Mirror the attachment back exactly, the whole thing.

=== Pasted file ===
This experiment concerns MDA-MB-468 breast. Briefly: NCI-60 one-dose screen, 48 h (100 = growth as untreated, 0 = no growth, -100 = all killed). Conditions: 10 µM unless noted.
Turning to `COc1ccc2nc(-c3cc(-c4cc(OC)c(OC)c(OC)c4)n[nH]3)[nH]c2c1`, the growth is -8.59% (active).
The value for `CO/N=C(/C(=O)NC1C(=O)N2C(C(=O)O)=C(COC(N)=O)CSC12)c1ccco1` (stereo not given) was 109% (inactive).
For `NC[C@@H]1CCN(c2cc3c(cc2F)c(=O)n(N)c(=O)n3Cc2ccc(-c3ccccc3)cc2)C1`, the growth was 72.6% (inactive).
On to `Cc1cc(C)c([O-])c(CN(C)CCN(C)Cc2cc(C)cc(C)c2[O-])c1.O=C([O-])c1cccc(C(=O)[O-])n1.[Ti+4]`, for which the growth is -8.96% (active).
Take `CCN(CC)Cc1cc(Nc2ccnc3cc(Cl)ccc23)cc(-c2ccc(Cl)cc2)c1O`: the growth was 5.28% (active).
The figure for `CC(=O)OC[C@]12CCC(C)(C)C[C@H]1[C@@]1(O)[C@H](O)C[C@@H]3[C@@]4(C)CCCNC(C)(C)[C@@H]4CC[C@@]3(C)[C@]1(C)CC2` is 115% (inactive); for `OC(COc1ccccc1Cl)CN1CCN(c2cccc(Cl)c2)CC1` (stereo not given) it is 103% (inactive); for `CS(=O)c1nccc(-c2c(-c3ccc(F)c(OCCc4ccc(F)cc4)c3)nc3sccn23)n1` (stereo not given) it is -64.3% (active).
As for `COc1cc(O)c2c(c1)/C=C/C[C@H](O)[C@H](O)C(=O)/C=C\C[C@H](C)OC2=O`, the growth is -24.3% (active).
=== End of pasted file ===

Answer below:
This experiment concerns MDA-MB-468 breast. Briefly: NCI-60 one-dose screen, 48 h (100 = growth as untreated, 0 = no growth, -100 = all killed). Conditions: 10 µM unless noted.
Turning to `COc1ccc2nc(-c3cc(-c4cc(OC)c(OC)c(OC)c4)n[nH]3)[nH]c2c1`, the growth is -8.59% (active).
The value for `CO/N=C(/C(=O)NC1C(=O)N2C(C(=O)O)=C(COC(N)=O)CSC12)c1ccco1` (stereo not given) was 109% (inactive).
For `NC[C@@H]1CCN(c2cc3c(cc2F)c(=O)n(N)c(=O)n3Cc2ccc(-c3ccccc3)cc2)C1`, the growth was 72.6% (inactive).
On to `Cc1cc(C)c([O-])c(CN(C)CCN(C)Cc2cc(C)cc(C)c2[O-])c1.O=C([O-])c1cccc(C(=O)[O-])n1.[Ti+4]`, for which the growth is -8.96% (active).
Take `CCN(CC)Cc1cc(Nc2ccnc3cc(Cl)ccc23)cc(-c2ccc(Cl)cc2)c1O`: the growth was 5.28% (active).
The figure for `CC(=O)OC[C@]12CCC(C)(C)C[C@H]1[C@@]1(O)[C@H](O)C[C@@H]3[C@@]4(C)CCCNC(C)(C)[C@@H]4CC[C@@]3(C)[C@]1(C)CC2` is 115% (inactive); for `OC(COc1ccccc1Cl)CN1CCN(c2cccc(Cl)c2)CC1` (stereo not given) it is 103% (inactive); for `CS(=O)c1nccc(-c2c(-c3ccc(F)c(OCCc4ccc(F)cc4)c3)nc3sccn23)n1` (stereo not given) it is -64.3% (active).
As for `COc1cc(O)c2c(c1)/C=C/C[C@H](O)[C@H](O)C(=O)/C=C\C[C@H](C)OC2=O`, the growth is -24.3% (active).